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Unreported For 1½ Years-Finance Board Queries Reveal Details On $32 Million Middle School Project



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Unreported For 1½ Years—

Finance Board Queries Reveal Details On $32 Million Middle School Project

By John Voket

Most of the local officials attending a Board of Finance meeting October 25 got a $32 million surprise after questions from finance board member James Gaston about future school district capital projects prompted the circulation of an ambitious multi-option renovation plan for the middle school.

Six days later, school board Chair Elaine McClure admitted her board likely approved the project without ever holding a public presentation on it, never publicly discussed the plan in-depth, or vetted the possibility of achieving taxpayer savings by combining certain high school and middle school improvements simultaneously.

Ms McClure also told The Bee that at least one school board member may have not received a copy of the report, which was issued more than a year-and-a-half ago by an architect the board hired to produce the specs. This week, after being presented with a copy of the document, school board member Paul Mangiafico, who is a current candidate for the Board of Selectmen, said he couldn’t recall ever seeing or discussing any specifics of the proposal.

“It’s possible, but I don’t think so. It was more than a year ago and we would have been in the middle of budget discussions,” Mr Mangiafico said as he leafed through the document. “But I think I would remember discussing and approving a $32 million middle school renovation.”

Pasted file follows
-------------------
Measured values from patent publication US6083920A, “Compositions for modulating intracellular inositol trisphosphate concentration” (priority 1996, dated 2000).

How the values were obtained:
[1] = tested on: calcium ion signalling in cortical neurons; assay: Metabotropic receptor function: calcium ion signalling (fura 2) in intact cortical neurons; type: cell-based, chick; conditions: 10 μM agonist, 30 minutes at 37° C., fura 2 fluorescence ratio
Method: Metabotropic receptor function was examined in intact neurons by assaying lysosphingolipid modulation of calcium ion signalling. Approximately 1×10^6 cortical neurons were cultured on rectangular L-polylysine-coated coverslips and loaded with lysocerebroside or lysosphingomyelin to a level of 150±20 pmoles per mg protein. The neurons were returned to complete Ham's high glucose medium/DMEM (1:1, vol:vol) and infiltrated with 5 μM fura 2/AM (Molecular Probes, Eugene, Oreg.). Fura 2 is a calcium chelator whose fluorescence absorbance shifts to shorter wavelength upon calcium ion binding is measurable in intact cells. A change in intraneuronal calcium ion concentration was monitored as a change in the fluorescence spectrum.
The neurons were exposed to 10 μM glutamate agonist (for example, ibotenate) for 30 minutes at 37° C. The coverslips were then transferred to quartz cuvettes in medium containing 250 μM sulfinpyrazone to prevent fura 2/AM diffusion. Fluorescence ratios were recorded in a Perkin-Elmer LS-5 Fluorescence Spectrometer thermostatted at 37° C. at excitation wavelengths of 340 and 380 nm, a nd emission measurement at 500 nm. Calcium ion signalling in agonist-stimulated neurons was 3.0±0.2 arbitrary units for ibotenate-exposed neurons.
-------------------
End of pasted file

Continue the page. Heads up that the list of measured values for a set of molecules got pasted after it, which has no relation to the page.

Ms McClure said short of polling all her board members, she had no way of knowing if any of them had ever received copies. Although she said board member David Nanavaty told her he forgot to bring his copy to last week’s finance board meeting.

“That’s why I need to talk to other board members,” Ms McClure said when pressed about what other officials had received the report before the school board reportedly approved one of the options.

Sometime around May 10, 2006, representatives from Fletcher Thompson, a regional architect firm, delivered a completed 20-page report to the district and Ms McClure detailing three renovation options for the Newtown Middle School ranging in cost from $30.8 to $63 million dollars.

Just over a month later, on June 16, 2006, the school board approved submitting a Capital Improvement Plan (CIP) including design fees in the 2011 budget year of almost $2.9 million that anticipated the $32.4 million middle school renovation proposal identified as “Option A.” Those construction costs, if approved, will move into the fifth year of the 2007 CIP as the already approved design fees roll forward into year four.

In a review of school board meeting minutes and board packages containing attachments and documents submitted at meetings between January and July 2006, The Bee found no mention of discussions about the project, and no copies of the architect’s report, suggesting it was never publicly circulated until last week.

Ms McClure could not immediately recall any specific discussion of the middle school proposal, and suggested the person who takes minutes at school board meetings might have missed any brief discussion of the project.

“Did Cathy take the minutes?” Ms McClure asked. “Maybe she missed it. We had to have discussed it at the June 19 meeting, we chose Option A.

“We did not have a presentation, but we had to have asked questions about it in the (discussion of) the CIP,” Ms McClure continued.